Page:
Complex compound actions

Some time ago I wrote about how to implement compound actions. While the model sounded like a good idea, I recently have been encountering more and more cases where it makes things really hard and painful to deal with. As they say, devil is in the details and those details I hadn’t really thought back then.

As a quick recap: a function creates an action. This action can be asked if it’s valid or not. It can also be executed, causing a character to perform that action. Each action has associated action point cost, that is added into internal clock of character. Character can perform an action only when their internal clock is a zero. Some actions are made of two or more simpler actions: lunge is move and attack for example.

There has been cases where I have been thinking how and when code should handle action points (essentially the internal time of character) and if an action is allowed or not to. Lets take lunge for example: if we can’t easily check if the lunge as a whole is allowed action, as the first step (move) already changes the state of the world. We can check before executing subsequent step if it’s still valid, but only after all the previous steps have been taken care of. This could lead to a situation where character moves forward and then doesn’t attack as it’s not valid move. I can live with that though, in a way it even makes sense.

failure

Lunging through wall is not possible

It’s worth noting, that action should not check character’s internal clock to be sure that it’s their turn to act. Depending on when time is added to the clock (end of compound action or during each step), this would make action illegal, even when it should be legal.

time

Two models of time

But where this model really breaks down is movement, specifically the type of movement that switches two characters around. One would think that nothing is simpler: Alice moves where character Bob is and other way around. Both characters expend some (probably equal) amount of action points. But when you actually think (or start coding) this, things start breaking down left and right.

Rules for traps triggering or not should be the same, regardless if characters enter square on his own turn or as a result of switching places with someone. So it would be more than convenient to have some common piece of code that moves a character from one spot to another, while taking care of traps and other complications. But wait, traps could affect to creatures around them too. Think an exploding mine, that surely should do some area of effect damage too. All involved characters should then move and only after that should traps trigger. This extra complication needs extra management: either have code explicitly handle situation or have a queue of things that should be performed when all characters have moved (I don’t really know what to call that, post-movement-actions maybe?).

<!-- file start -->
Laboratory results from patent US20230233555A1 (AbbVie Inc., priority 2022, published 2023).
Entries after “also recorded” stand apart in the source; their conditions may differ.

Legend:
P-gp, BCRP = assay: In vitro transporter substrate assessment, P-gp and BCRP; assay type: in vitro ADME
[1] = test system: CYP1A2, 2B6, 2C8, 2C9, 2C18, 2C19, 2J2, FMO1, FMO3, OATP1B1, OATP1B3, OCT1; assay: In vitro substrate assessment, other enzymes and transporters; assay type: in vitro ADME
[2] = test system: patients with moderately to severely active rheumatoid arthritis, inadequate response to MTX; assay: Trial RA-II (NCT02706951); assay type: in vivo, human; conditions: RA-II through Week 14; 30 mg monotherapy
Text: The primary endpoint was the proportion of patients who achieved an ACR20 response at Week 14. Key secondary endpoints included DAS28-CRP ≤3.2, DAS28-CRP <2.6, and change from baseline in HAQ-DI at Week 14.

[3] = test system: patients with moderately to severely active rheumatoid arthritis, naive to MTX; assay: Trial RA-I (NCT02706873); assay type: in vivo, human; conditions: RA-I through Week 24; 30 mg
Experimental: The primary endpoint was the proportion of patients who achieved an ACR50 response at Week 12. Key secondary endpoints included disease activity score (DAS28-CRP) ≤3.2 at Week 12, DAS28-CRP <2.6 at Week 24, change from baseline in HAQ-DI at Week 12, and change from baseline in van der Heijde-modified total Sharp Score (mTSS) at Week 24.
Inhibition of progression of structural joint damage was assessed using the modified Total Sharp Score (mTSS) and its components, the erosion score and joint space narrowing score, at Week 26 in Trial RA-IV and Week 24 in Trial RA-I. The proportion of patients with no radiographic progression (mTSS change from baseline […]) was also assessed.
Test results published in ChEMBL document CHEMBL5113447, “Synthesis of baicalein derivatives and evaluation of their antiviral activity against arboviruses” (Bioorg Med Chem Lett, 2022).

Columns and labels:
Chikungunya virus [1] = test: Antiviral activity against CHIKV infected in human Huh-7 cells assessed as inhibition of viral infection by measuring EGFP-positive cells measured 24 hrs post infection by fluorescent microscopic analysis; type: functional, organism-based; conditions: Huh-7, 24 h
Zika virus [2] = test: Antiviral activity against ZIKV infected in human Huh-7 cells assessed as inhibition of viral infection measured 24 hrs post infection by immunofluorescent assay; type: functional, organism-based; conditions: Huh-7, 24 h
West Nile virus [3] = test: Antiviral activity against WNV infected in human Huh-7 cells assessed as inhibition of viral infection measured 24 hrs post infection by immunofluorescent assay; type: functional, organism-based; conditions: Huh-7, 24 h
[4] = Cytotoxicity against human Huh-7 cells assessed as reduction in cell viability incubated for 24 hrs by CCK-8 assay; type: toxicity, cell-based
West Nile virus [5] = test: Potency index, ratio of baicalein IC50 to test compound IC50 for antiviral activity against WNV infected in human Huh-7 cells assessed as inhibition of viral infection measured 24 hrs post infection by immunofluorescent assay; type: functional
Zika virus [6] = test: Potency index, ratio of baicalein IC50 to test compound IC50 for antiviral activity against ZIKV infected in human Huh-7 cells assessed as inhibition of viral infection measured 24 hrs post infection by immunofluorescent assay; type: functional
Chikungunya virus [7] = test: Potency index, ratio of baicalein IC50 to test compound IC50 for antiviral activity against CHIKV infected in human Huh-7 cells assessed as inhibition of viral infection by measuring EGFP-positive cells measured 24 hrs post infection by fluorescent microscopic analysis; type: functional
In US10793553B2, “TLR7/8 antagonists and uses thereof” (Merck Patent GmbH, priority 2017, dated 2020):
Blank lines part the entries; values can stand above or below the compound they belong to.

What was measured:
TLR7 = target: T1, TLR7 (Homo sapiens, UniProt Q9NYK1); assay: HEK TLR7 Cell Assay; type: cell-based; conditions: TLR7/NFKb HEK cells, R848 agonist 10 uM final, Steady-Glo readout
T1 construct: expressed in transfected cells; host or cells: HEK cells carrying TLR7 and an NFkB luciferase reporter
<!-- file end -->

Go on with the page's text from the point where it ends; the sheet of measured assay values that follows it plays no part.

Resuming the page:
What about case, when one of the characters can switch places, but not other one? A large dragon flying next to a knight stading on an edge of a cliff decides to switch places. Should this be allowed, even when it would mean that the knight gets thrown into void? Moving routine for the knight could be queried to check if it’s legal for the knight to move space where dragon is currently, but then we would need to introduce a parameter to turn of checking if space is already occupied. Or, imagine a (not so) subtle bug, where in order for the knight to know if it can switch places with the dragon, code would check if the dragon can switch places. And in order to do that, it would check if knight can do it. And so on until dusk of time.

swap

Infinite loop

Compound action model seems to work well, when actions are sort of atomic. Each step is performed in discrete moment of time, completely. Lunge works, because action of attacking happens after action of moving forward. It certainly depends on the success of the movement, but it doesn’t happen at the same time. Switching places on the other hand, has two actions going on that should complete at the same time. In order to resolve this problem, I’m thinking of representing switching places as a single action. It probably will duplicate some code (to what extent, I’ll see when I actually code it).

Do you have any ideas or insights on the problem? Or just general comments? Did you have to tackle similar problem in your game or did you never encounter it? I would be interested in hearing your comments.

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